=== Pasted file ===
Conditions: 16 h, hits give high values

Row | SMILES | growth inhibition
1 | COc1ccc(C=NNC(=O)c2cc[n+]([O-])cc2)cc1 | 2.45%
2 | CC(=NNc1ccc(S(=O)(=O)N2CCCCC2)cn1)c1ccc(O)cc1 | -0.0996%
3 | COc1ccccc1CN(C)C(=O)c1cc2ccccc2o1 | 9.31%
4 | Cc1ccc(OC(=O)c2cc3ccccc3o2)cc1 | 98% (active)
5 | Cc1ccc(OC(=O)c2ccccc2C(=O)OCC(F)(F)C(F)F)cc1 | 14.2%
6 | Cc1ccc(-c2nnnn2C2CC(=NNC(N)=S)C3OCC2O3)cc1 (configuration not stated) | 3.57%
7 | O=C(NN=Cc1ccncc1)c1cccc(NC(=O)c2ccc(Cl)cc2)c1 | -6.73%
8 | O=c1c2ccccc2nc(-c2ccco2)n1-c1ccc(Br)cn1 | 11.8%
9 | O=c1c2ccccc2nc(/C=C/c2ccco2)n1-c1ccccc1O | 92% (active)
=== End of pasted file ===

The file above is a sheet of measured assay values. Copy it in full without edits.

Conditions: 16 h, hits give high values

Row | SMILES | growth inhibition
1 | COc1ccc(C=NNC(=O)c2cc[n+]([O-])cc2)cc1 | 2.45%
2 | CC(=NNc1ccc(S(=O)(=O)N2CCCCC2)cn1)c1ccc(O)cc1 | -0.0996%
3 | COc1ccccc1CN(C)C(=O)c1cc2ccccc2o1 | 9.31%
4 | Cc1ccc(OC(=O)c2cc3ccccc3o2)cc1 | 98% (active)
5 | Cc1ccc(OC(=O)c2ccccc2C(=O)OCC(F)(F)C(F)F)cc1 | 14.2%
6 | Cc1ccc(-c2nnnn2C2CC(=NNC(N)=S)C3OCC2O3)cc1 (configuration not stated) | 3.57%
7 | O=C(NN=Cc1ccncc1)c1cccc(NC(=O)c2ccc(Cl)cc2)c1 | -6.73%
8 | O=c1c2ccccc2nc(-c2ccco2)n1-c1ccc(Br)cn1 | 11.8%
9 | O=c1c2ccccc2nc(/C=C/c2ccco2)n1-c1ccccc1O | 92% (active)